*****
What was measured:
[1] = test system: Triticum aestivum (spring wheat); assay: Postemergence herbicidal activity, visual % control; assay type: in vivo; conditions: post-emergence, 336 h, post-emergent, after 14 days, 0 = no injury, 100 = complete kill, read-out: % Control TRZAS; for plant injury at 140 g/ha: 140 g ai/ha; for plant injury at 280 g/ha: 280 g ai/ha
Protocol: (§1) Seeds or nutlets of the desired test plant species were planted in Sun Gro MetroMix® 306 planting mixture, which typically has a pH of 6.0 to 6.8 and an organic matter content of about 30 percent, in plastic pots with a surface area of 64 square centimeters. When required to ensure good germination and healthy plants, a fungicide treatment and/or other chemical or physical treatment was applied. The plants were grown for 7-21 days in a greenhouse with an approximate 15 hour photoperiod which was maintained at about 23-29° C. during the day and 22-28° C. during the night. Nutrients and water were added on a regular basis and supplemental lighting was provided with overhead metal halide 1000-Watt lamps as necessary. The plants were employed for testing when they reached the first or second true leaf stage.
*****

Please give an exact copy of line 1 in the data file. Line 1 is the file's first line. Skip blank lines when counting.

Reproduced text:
What was measured: